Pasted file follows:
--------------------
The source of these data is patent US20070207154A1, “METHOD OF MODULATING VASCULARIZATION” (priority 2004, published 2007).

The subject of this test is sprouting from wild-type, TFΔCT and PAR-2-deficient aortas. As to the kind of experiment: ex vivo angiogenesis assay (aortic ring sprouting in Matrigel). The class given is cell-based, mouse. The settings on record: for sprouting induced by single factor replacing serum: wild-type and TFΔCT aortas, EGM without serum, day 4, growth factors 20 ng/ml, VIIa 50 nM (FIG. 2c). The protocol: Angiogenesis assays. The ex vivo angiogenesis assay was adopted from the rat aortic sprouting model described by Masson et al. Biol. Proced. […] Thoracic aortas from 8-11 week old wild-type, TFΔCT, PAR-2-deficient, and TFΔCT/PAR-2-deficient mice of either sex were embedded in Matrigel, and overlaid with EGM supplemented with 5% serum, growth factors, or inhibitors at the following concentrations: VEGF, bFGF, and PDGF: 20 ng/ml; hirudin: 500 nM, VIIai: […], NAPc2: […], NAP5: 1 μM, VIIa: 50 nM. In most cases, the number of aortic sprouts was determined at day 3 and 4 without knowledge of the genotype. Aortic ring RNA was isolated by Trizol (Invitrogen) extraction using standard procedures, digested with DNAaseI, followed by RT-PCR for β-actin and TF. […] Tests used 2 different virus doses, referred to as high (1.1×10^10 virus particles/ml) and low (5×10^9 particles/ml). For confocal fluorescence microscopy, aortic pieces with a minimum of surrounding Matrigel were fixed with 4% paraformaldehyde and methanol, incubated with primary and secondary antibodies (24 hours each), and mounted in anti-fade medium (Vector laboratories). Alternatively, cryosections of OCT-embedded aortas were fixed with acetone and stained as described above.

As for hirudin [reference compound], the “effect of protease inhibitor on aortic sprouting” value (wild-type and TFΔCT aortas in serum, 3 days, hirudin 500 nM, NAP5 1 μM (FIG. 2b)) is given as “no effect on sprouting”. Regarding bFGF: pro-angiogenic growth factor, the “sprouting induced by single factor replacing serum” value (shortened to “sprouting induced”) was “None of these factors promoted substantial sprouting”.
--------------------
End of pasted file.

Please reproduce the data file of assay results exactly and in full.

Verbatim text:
The source of these data is patent US20070207154A1, “METHOD OF MODULATING VASCULARIZATION” (priority 2004, published 2007).

The subject of this test is sprouting from wild-type, TFΔCT and PAR-2-deficient aortas. As to the kind of experiment: ex vivo angiogenesis assay (aortic ring sprouting in Matrigel). The class given is cell-based, mouse. The settings on record: for sprouting induced by single factor replacing serum: wild-type and TFΔCT aortas, EGM without serum, day 4, growth factors 20 ng/ml, VIIa 50 nM (FIG. 2c). The protocol: Angiogenesis assays. The ex vivo angiogenesis assay was adopted from the rat aortic sprouting model described by Masson et al. Biol. Proced. […] Thoracic aortas from 8-11 week old wild-type, TFΔCT, PAR-2-deficient, and TFΔCT/PAR-2-deficient mice of either sex were embedded in Matrigel, and overlaid with EGM supplemented with 5% serum, growth factors, or inhibitors at the following concentrations: VEGF, bFGF, and PDGF: 20 ng/ml; hirudin: 500 nM, VIIai: […], NAPc2: […], NAP5: 1 μM, VIIa: 50 nM. In most cases, the number of aortic sprouts was determined at day 3 and 4 without knowledge of the genotype. Aortic ring RNA was isolated by Trizol (Invitrogen) extraction using standard procedures, digested with DNAaseI, followed by RT-PCR for β-actin and TF. […] Tests used 2 different virus doses, referred to as high (1.1×10^10 virus particles/ml) and low (5×10^9 particles/ml). For confocal fluorescence microscopy, aortic pieces with a minimum of surrounding Matrigel were fixed with 4% paraformaldehyde and methanol, incubated with primary and secondary antibodies (24 hours each), and mounted in anti-fade medium (Vector laboratories). Alternatively, cryosections of OCT-embedded aortas were fixed with acetone and stained as described above.

As for hirudin [reference compound], the “effect of protease inhibitor on aortic sprouting” value (wild-type and TFΔCT aortas in serum, 3 days, hirudin 500 nM, NAP5 1 μM (FIG. 2b)) is given as “no effect on sprouting”. Regarding bFGF: pro-angiogenic growth factor, the “sprouting induced by single factor replacing serum” value (shortened to “sprouting induced”) was “None of these factors promoted substantial sprouting”.